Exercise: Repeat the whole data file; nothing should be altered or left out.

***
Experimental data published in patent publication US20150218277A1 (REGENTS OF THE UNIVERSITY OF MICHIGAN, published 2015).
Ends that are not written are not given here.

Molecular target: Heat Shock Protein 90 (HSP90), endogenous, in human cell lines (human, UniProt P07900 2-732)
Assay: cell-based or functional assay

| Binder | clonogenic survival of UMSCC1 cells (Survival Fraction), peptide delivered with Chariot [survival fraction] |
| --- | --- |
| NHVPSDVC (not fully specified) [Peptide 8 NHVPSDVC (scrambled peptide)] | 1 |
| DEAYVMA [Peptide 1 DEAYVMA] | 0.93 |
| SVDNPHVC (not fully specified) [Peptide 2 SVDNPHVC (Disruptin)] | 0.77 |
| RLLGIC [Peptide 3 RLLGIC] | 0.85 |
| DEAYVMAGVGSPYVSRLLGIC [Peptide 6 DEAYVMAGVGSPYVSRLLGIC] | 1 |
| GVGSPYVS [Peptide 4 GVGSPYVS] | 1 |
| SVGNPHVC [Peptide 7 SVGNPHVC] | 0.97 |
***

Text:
Experimental data published in patent publication US20150218277A1 (REGENTS OF THE UNIVERSITY OF MICHIGAN, published 2015).
Ends that are not written are not given here.

Molecular target: Heat Shock Protein 90 (HSP90), endogenous, in human cell lines (human, UniProt P07900 2-732)
Assay: cell-based or functional assay

| Binder | clonogenic survival of UMSCC1 cells (Survival Fraction), peptide delivered with Chariot [survival fraction] |
| --- | --- |
| NHVPSDVC (not fully specified) [Peptide 8 NHVPSDVC (scrambled peptide)] | 1 |
| DEAYVMA [Peptide 1 DEAYVMA] | 0.93 |
| SVDNPHVC (not fully specified) [Peptide 2 SVDNPHVC (Disruptin)] | 0.77 |
| RLLGIC [Peptide 3 RLLGIC] | 0.85 |
| DEAYVMAGVGSPYVSRLLGIC [Peptide 6 DEAYVMAGVGSPYVSRLLGIC] | 1 |
| GVGSPYVS [Peptide 4 GVGSPYVS] | 1 |
| SVGNPHVC [Peptide 7 SVGNPHVC] | 0.97 |